Chemical Bonding: Ionic, Covalent, and Metallic By: Sakina Haji Pd. 6
What is a Chemical Bond? A chemical bond holds two atoms together. It is formed by the attraction of a positive and a negative ion or by the attraction of a positive nucleus to negative electrons. Atoms form chemical bonds to get eight valence electrons, to complete the octet rule and to become stable. 3 types: Ionic, Covalent, and Metallic
Ionic Bonds Ionic bonds form between cations (metals) and anions (nonmetals). The metal transfers its valence electron to the nonmetal. The nonmetal accepts the valence electrons and turns into a negative ion, while the metal becomes a positive ion. Arranged in a pattern of a crystal lattice High melting and boiling points Hard, rigid, and brittle
Ionic Bonds: Energy The formation of ionic compounds is exothermic. The energy required to separate ions is called the lattice energy. The more negative the lattice energy, the stronger the force of attraction. Lattice energy of smaller compounds is more negative than that of larger compounds because the nucleus holds the valence electrons more closely together.
Covalent Bonds Instead of transferring electrons, atoms share electrons. If one pair of electrons are shared, a single bond is formed (Group 17 elements form single bonds). If multiple pairs of electrons are shared, double and triple bonds can be formed (carbon, nitrogen, oxygen, and sulfur usually form multiple bonds).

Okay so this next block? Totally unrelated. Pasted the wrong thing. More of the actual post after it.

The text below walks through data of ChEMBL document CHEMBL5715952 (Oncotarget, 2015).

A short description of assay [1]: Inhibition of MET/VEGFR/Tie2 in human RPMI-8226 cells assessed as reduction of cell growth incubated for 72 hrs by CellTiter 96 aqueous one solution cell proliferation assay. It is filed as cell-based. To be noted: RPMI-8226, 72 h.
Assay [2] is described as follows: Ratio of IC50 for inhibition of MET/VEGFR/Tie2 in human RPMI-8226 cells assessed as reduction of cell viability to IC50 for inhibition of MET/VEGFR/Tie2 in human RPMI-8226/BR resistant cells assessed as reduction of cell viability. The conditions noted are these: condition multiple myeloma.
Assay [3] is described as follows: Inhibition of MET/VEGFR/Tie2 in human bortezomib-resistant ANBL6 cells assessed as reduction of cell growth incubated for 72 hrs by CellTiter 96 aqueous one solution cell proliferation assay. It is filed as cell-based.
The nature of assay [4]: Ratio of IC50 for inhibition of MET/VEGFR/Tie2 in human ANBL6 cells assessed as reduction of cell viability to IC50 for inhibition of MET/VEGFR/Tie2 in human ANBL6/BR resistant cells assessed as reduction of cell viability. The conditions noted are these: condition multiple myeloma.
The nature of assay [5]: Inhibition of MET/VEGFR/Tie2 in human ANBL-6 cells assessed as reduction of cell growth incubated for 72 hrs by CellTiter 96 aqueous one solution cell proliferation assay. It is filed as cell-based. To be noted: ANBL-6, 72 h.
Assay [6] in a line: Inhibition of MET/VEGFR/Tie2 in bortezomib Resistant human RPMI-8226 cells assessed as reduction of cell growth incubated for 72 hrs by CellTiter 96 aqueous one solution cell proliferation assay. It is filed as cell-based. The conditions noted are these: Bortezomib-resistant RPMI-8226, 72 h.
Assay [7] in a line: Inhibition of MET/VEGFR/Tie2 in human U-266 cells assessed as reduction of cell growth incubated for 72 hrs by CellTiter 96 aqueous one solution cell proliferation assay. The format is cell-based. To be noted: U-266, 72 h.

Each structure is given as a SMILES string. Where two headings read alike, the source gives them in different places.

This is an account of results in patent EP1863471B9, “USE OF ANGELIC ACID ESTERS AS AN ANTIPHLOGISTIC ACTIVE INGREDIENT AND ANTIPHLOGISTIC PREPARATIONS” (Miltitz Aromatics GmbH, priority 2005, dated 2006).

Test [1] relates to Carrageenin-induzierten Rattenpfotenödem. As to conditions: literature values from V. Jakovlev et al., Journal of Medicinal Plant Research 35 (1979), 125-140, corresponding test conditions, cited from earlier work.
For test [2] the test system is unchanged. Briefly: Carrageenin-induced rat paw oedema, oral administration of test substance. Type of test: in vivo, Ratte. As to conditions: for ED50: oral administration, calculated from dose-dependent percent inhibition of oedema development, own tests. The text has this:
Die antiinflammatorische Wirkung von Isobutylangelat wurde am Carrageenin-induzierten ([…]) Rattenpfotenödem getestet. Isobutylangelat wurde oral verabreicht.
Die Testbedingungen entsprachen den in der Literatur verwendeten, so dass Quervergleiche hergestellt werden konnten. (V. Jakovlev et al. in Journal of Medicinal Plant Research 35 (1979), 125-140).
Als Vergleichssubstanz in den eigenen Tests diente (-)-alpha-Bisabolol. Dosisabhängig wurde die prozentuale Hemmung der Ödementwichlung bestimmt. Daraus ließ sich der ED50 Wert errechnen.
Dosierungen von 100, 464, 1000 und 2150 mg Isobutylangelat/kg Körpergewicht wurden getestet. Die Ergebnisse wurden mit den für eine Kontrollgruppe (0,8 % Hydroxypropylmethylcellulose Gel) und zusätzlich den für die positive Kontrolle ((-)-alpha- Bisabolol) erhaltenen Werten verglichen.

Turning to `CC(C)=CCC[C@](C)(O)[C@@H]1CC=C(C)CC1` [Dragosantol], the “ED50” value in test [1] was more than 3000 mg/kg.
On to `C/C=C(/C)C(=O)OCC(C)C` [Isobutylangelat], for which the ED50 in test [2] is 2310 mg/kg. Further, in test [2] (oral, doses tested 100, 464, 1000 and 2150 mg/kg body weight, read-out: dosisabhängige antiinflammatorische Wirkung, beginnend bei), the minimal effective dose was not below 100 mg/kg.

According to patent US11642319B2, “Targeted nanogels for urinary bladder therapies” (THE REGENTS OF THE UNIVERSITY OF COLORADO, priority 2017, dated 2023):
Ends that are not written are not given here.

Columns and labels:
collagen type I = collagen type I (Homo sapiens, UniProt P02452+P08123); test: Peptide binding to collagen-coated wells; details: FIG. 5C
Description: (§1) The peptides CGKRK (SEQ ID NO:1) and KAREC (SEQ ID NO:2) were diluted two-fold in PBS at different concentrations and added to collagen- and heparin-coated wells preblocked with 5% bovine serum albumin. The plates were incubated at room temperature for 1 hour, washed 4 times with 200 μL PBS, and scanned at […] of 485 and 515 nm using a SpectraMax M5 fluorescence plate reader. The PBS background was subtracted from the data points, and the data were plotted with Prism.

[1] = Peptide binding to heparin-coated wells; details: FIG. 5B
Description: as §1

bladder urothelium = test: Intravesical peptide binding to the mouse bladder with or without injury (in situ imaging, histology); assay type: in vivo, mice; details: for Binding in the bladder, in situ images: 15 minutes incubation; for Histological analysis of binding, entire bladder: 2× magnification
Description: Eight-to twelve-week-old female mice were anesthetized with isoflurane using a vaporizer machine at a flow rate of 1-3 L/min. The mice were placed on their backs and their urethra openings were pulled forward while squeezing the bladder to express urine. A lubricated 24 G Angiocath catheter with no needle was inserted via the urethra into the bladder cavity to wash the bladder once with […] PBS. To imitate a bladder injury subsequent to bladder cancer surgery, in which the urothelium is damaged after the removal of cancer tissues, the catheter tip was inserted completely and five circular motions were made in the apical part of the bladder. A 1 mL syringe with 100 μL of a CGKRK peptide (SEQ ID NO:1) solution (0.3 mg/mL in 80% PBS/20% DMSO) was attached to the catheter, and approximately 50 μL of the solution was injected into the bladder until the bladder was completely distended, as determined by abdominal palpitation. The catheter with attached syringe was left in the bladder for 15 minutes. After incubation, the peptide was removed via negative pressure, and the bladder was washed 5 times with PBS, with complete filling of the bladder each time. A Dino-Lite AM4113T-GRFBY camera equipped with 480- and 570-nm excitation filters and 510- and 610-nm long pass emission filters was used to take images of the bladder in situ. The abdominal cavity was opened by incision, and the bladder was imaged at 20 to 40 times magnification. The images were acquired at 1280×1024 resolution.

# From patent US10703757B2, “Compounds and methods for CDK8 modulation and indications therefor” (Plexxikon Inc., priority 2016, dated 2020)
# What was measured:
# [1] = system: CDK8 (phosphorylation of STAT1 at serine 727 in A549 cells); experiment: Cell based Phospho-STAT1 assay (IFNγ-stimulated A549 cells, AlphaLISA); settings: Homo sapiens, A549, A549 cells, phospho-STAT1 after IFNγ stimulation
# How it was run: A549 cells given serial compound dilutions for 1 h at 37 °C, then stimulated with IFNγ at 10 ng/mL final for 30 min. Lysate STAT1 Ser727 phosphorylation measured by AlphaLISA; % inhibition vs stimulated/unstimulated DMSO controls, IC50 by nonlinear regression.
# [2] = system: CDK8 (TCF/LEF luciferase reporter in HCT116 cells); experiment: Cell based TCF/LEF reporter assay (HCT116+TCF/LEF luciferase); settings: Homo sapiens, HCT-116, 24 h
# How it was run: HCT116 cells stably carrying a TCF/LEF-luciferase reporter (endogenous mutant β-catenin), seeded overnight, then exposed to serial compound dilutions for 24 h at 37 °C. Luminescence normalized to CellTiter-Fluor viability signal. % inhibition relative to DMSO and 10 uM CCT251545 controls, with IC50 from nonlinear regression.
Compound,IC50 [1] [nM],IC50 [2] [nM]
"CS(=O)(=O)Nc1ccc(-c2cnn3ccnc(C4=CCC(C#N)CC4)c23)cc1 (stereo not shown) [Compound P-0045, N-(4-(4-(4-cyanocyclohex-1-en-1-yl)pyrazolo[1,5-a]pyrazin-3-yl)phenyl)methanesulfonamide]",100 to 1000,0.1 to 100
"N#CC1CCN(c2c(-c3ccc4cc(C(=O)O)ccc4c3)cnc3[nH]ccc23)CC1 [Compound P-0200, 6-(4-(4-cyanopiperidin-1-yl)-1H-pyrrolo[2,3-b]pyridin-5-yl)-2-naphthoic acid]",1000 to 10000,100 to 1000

Covalent Bonds: Sigma vs. Pi Single covalent bonds are called sigma bonds. Occurs when the electron pair is shared in an area centered between the two atoms. A sigma bond results if the valence atomic orbitals overlap end to end. A pi bond is formed when parallel orbitals overlap to share electrons. The shared electron pair occupies the space above and below the place where the atoms are joined. A double bond has one sigma and one pi bond. A triple bond has one sigma bond and two pi bonds.
Covalent Bonds: Energy Bond length: Distance between the atoms Bond dissociation energy: Amount of energy required to bread a covalent bond The smaller the bond length, the greater the bond dissociation energy, and vice versa.
Metallic Bonds When metals bond together to complete the octet rule. All metal atoms contribute their valence electrons to form a sea of electrons. Electrons are free to move b/w the atoms.
Metallic Bonding: Alloys An alloy is a mixture of elements that has metallic properties. Properties of alloys are different from those of the elements in it. Alloys most commonly forms when elements involved are similar in size or the atoms of one element are considerably smaller than the atoms of the other. There are two types of alloys, substitutional and interstitial.
Metallic Bonds: Energy Metallic bonds are weak and little energy is needed to break the bonds. Therefore, they have high melting points Because the electrons are mobile, they transfer heat more efficiently and, therefore, are better conductors.
Conclusion Elements bond to become stable. Elements bond to have 8 valence electrons. 3 types of bonds: Ionic, Covalent, Metallic In ionic bonds, one element gives its electrons to another element. Covalent bonds are the strongest bonds. Elements share electrons. Metallic bonds are the weakest bonds. Elements are in a sea of electrons